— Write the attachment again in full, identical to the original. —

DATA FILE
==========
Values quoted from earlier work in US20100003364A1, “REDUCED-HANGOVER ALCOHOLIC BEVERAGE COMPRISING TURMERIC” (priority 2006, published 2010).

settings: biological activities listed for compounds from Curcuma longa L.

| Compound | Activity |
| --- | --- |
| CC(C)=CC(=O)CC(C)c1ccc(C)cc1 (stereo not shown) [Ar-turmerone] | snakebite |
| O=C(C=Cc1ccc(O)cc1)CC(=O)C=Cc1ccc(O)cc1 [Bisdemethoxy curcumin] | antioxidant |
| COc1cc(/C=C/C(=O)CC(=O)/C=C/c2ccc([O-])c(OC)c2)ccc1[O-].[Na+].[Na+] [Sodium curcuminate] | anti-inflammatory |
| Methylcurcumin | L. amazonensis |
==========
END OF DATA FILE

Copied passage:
Values quoted from earlier work in US20100003364A1, “REDUCED-HANGOVER ALCOHOLIC BEVERAGE COMPRISING TURMERIC” (priority 2006, published 2010).

settings: biological activities listed for compounds from Curcuma longa L.

| Compound | Activity |
| --- | --- |
| CC(C)=CC(=O)CC(C)c1ccc(C)cc1 (stereo not shown) [Ar-turmerone] | snakebite |
| O=C(C=Cc1ccc(O)cc1)CC(=O)C=Cc1ccc(O)cc1 [Bisdemethoxy curcumin] | antioxidant |
| COc1cc(/C=C/C(=O)CC(=O)/C=C/c2ccc([O-])c(OC)c2)ccc1[O-].[Na+].[Na+] [Sodium curcuminate] | anti-inflammatory |
| Methylcurcumin | L. amazonensis |